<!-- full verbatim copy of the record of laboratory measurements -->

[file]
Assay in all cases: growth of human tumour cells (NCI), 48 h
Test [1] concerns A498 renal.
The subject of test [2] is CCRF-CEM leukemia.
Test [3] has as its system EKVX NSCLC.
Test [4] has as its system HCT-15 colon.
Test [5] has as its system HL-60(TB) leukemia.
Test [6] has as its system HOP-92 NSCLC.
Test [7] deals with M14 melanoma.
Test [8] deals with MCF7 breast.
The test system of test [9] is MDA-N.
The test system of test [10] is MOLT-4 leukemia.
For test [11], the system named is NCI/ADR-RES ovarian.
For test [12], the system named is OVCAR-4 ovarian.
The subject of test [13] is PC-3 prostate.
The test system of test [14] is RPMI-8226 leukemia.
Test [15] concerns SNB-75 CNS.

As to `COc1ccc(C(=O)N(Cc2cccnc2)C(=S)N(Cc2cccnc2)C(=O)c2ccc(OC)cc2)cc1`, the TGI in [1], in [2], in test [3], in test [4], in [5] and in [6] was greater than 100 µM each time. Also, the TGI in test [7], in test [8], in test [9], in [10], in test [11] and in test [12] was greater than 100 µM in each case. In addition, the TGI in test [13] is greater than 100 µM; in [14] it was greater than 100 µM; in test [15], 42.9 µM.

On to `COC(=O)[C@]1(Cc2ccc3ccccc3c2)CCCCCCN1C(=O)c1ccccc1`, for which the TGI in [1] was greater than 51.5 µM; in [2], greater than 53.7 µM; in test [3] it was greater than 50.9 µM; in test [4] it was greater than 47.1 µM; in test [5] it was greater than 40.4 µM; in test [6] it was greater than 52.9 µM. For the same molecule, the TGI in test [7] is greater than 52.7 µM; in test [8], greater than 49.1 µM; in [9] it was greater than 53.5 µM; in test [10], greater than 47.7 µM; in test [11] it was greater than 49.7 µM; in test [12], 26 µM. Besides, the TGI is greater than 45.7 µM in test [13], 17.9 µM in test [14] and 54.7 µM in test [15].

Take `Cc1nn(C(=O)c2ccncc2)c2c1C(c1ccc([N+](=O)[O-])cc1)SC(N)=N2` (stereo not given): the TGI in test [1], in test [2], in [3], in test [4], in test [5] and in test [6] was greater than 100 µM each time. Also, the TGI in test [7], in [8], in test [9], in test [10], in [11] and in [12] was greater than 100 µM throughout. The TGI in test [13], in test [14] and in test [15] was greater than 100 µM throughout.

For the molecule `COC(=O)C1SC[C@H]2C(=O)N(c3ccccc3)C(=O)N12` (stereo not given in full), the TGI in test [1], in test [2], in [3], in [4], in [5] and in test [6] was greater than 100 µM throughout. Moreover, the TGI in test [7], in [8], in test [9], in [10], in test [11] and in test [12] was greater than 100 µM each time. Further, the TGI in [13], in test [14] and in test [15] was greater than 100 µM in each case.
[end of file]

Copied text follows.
Assay in all cases: growth of human tumour cells (NCI), 48 h
Test [1] concerns A498 renal.
The subject of test [2] is CCRF-CEM leukemia.
Test [3] has as its system EKVX NSCLC.
Test [4] has as its system HCT-15 colon.
Test [5] has as its system HL-60(TB) leukemia.
Test [6] has as its system HOP-92 NSCLC.
Test [7] deals with M14 melanoma.
Test [8] deals with MCF7 breast.
The test system of test [9] is MDA-N.
The test system of test [10] is MOLT-4 leukemia.
For test [11], the system named is NCI/ADR-RES ovarian.
For test [12], the system named is OVCAR-4 ovarian.
The subject of test [13] is PC-3 prostate.
The test system of test [14] is RPMI-8226 leukemia.
Test [15] concerns SNB-75 CNS.

As to `COc1ccc(C(=O)N(Cc2cccnc2)C(=S)N(Cc2cccnc2)C(=O)c2ccc(OC)cc2)cc1`, the TGI in [1], in [2], in test [3], in test [4], in [5] and in [6] was greater than 100 µM each time. Also, the TGI in test [7], in test [8], in test [9], in [10], in test [11] and in test [12] was greater than 100 µM in each case. In addition, the TGI in test [13] is greater than 100 µM; in [14] it was greater than 100 µM; in test [15], 42.9 µM.

On to `COC(=O)[C@]1(Cc2ccc3ccccc3c2)CCCCCCN1C(=O)c1ccccc1`, for which the TGI in [1] was greater than 51.5 µM; in [2], greater than 53.7 µM; in test [3] it was greater than 50.9 µM; in test [4] it was greater than 47.1 µM; in test [5] it was greater than 40.4 µM; in test [6] it was greater than 52.9 µM. For the same molecule, the TGI in test [7] is greater than 52.7 µM; in test [8], greater than 49.1 µM; in [9] it was greater than 53.5 µM; in test [10], greater than 47.7 µM; in test [11] it was greater than 49.7 µM; in test [12], 26 µM. Besides, the TGI is greater than 45.7 µM in test [13], 17.9 µM in test [14] and 54.7 µM in test [15].

Take `Cc1nn(C(=O)c2ccncc2)c2c1C(c1ccc([N+](=O)[O-])cc1)SC(N)=N2` (stereo not given): the TGI in test [1], in test [2], in [3], in test [4], in test [5] and in test [6] was greater than 100 µM each time. Also, the TGI in test [7], in [8], in test [9], in test [10], in [11] and in [12] was greater than 100 µM throughout. The TGI in test [13], in test [14] and in test [15] was greater than 100 µM throughout.

For the molecule `COC(=O)C1SC[C@H]2C(=O)N(c3ccccc3)C(=O)N12` (stereo not given in full), the TGI in test [1], in test [2], in [3], in [4], in [5] and in test [6] was greater than 100 µM throughout. Moreover, the TGI in test [7], in [8], in test [9], in [10], in test [11] and in test [12] was greater than 100 µM each time. Further, the TGI in [13], in test [14] and in test [15] was greater than 100 µM in each case.